“Thirteen Reasons Why” offers insight into teen suicide

Adolescence.
At times it seems synonymous with daily dramas….
until a child takes her/his own life.

Shaken, communities look for motives, causes, anything to make sense of such a tragedy.  And, as a culture, we have identified new culprits:  bullies.

Still, shocked and remorseful, we still silently wonder—suicide?  How could it have gotten that bad?   Why didn’t s/he go to a guidance counselor, a teacher, a parent or anyone who could have intervened… Continue reading

Thoughts on CYBER BYSTANDERS

Bystanders.
People who ‘stand by’ and watch.
There are many reasons why they don’t  intervene, one of which  may be  the ‘diffusion of responsibility.’
Research has shown that the more witnesses there are, the lesser the odds that someone will say something.
Why?  Because everyone thinks “someone else can / will do it”  (this explanation came about when it was realized that many witnesses did nothing to prevent Kitty Genovese’s  murder).
In fact, the larger the audience, the less responsibility s/he has to do something.

What does this mean in cyberspace?

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May, 2012: In Harlem, another Bullying-related Suicide

Again the headlines scream …driven to Suicide…and “…hangs himself after bullies tease… and sadly, it appears that we are reading the same articles we read only a few short months ago—with one important difference.   Continue reading

Bullying is OK if you do it in the name of Jesus

It is a well-known , sad-but-true irony that most wars have been fought in the name of religion.  The same judgmental tendencies which armed the righteous on battlefields are now playing themselves out in Tennessee courtrooms.  There,  members of the Family Action Council of Tennessee ( FACT )  seek exemption from any ‘bullying’ laws that seek protections for, or educational initiatives designed to insure tolerance of, individuals who express  LGBT identities.  Legal locus is shifted to attributes of the victims, as opposed to the behaviors of the bullies.

‘All men are created equal’, when written, referred only to white men—legally.  Men of any other race were not fully human ( and women were an entirely different story).  Now it seems FACT wants to courts to acknowledge that men (and women) of all races are equal under the law, but not men (women) of all sexual persuasions.  They are not entitled to protection in the pursuit of happiness—and their life and liberty may be at stake as well.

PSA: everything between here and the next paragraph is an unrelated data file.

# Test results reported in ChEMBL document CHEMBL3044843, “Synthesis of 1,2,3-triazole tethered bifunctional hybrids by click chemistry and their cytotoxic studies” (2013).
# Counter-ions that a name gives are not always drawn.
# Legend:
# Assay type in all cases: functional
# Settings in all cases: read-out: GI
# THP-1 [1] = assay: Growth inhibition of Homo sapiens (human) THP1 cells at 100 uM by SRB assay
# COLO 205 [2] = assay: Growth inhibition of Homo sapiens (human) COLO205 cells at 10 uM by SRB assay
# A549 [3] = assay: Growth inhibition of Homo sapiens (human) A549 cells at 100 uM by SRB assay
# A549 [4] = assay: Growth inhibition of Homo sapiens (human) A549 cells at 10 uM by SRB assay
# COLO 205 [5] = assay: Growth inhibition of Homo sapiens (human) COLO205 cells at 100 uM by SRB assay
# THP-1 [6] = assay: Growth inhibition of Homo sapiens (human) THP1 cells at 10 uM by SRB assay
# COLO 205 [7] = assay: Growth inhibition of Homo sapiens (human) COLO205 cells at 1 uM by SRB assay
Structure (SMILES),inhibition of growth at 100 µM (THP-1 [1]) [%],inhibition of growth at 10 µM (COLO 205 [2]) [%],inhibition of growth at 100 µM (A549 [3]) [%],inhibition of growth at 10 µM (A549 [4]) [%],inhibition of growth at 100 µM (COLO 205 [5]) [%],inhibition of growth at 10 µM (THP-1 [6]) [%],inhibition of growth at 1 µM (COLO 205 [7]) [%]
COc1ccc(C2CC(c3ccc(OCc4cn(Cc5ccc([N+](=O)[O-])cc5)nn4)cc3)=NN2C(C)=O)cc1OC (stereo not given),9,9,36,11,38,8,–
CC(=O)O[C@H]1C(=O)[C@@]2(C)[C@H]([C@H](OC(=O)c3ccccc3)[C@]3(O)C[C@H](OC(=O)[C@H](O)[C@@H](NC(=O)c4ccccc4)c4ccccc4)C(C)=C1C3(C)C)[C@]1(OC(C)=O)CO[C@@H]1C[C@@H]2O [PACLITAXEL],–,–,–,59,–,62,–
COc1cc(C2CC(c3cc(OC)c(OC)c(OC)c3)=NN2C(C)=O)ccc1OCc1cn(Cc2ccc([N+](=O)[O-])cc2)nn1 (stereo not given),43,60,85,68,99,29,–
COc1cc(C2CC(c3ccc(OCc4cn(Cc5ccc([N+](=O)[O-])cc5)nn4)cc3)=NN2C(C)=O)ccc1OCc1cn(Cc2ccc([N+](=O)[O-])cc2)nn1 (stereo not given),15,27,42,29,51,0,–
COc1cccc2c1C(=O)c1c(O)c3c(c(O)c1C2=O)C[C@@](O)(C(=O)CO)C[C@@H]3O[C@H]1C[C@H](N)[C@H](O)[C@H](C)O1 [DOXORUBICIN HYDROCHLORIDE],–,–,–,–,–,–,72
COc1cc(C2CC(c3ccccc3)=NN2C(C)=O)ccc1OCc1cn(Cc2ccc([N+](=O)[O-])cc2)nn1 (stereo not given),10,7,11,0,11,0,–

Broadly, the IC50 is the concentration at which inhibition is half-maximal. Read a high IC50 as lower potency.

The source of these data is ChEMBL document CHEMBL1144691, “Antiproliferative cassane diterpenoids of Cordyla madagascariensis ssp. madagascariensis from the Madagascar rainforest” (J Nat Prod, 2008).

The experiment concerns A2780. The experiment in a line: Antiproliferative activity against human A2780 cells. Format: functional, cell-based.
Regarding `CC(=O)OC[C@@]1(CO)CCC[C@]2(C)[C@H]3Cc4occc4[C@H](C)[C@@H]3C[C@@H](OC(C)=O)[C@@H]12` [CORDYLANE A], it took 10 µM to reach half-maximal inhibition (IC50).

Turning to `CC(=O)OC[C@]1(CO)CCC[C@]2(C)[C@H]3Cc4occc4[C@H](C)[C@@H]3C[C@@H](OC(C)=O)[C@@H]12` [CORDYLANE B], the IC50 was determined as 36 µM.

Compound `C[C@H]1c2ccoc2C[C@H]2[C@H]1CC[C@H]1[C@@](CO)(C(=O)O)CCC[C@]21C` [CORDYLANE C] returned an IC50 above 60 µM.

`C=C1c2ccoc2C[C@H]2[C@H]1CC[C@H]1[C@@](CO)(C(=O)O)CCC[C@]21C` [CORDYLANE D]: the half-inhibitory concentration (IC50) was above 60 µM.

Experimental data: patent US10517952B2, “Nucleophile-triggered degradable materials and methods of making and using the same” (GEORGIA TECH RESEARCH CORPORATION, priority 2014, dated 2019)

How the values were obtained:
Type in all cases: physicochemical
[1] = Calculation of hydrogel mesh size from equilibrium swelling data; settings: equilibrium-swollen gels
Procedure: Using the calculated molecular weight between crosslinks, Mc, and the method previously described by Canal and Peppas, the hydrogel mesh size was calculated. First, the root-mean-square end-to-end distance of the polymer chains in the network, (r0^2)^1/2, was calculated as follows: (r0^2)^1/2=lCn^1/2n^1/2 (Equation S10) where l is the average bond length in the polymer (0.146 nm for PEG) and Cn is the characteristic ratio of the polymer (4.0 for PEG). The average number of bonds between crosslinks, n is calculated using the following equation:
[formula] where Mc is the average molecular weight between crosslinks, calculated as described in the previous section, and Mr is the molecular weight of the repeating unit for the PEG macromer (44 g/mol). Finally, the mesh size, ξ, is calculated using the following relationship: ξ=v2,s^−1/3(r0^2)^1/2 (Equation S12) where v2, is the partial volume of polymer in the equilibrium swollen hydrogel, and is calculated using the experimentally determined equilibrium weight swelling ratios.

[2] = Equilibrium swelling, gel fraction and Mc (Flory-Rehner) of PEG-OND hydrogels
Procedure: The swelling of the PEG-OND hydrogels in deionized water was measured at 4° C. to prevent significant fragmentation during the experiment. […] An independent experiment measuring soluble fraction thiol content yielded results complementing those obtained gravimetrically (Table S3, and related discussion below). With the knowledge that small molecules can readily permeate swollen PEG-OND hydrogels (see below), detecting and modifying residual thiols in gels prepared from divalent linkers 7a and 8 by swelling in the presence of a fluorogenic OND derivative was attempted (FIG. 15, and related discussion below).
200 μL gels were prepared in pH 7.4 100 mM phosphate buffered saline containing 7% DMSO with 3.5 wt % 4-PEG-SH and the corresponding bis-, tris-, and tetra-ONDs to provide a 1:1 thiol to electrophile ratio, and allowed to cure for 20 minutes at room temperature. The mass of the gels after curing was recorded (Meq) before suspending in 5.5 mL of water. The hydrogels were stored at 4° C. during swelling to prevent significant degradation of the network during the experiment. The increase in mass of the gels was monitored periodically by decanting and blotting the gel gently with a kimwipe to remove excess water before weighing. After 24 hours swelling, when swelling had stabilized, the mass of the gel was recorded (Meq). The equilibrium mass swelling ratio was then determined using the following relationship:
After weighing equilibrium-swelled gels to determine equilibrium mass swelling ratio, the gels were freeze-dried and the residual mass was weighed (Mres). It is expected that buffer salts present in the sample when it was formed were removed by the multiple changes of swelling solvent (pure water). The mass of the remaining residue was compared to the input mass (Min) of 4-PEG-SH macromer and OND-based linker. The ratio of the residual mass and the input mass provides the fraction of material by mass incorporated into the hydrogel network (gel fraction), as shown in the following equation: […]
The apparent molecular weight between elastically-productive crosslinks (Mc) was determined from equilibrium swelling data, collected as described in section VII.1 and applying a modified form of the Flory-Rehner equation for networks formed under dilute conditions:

Bad Behavior on Display: The Republican Debates

According to Newt Gingrich, Mitt Romney does not care about the ‘very poor’
Mitt Romney mockingly congratulated Newt Gingrich on the 15th anniversary of his censure for ethics violations

And on it goes.  Ron Paul has even produced campaign ads that have been banned.  These ads, like the statements above, are not lies.  And admittedly, the stakes are high—presidential nomination of the republican party.

So is it ok to “play” in ways that state legislature is trying to ban in the schoolyards??

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Once Again, Teen Suicide….What could Her Brain Waves have told us?

Sadly, another teen, this one on Staten Island, has taken her own life, and both humiliation by peers and loss of relationship have contributed to her tragic decision.  Amanda left a note—as if the comments on her facebook page weren’t enough.

Relatives, but not her school, knew of the bullying as well as her suffering.
What if doctors had known too?
Could neuropsychology come to play a role in helping the victims (even as we continue to address the problem itself?)
C. Nathan DeWall claims that research has found “common neural overlap between social and physical pain mechanisms.” In other words, the  pain centers  that light up in our brain when we experience social shame, rejection, and exclusion are the same pain centers that light up when we are physically injured. (This is probably evolutionary—rejection by a mother, and/or exclusion by the primary social group or tribe, would threaten survival as much as physical injury).

Which leads to the question, can medication designed to reduce pain-sensitivity—such as over the counter acetaminophen—help reduce the pain, thus preventing the suffer from reaching a threshold that is intolerable, and taking extreme action? Preliminary Research apparently indicates it can.   Perhaps this fact needs to be added to our growing arsenal of tools attempting to address this social issue, and prevent tragedies like the one Amanda Cummings’ family is suffering.

"Pumped up Kicks"

“….yeah he found a six-shooter gun.  In his dad’s closet hidden in a box of fun things, and I don’t even know what.  But he’s coming for you, yeah he’s coming for you.
All the other kids with the pumped up kicks you better run, better run, outrun my gun.
All the other kids with the pumped up kicks you better run, better run, outrun my bullets…”
—Foster the People.

I was truly puzzled to hear all the criticism of this song….people not letting their children download it, complaining that it shamefully glorifies tragic school shootings,  that it encourages copycats, etc.

The obvious response– ‘but isn’t that what we want our rock music to be—a social commentary?’ was quickly followed by the realization that  no-one of my generation went to school with the thought of gun-violence secreted in the back of their brain.  It never occurred to us that a  classmate might bring a gun to school.  So kudos to this generation for putting the issues of their generation on the table for processing—in the parlance of their generation.  “Adults” have hardly been able to address the topic in productive ways, or in language that is meaningful to those who do have to process the possibility—if not reality—of school shootings every day.   Why would we even think to do anything less than use the song to open and encourage dialogue around the topic—whether that is what the band intended or not.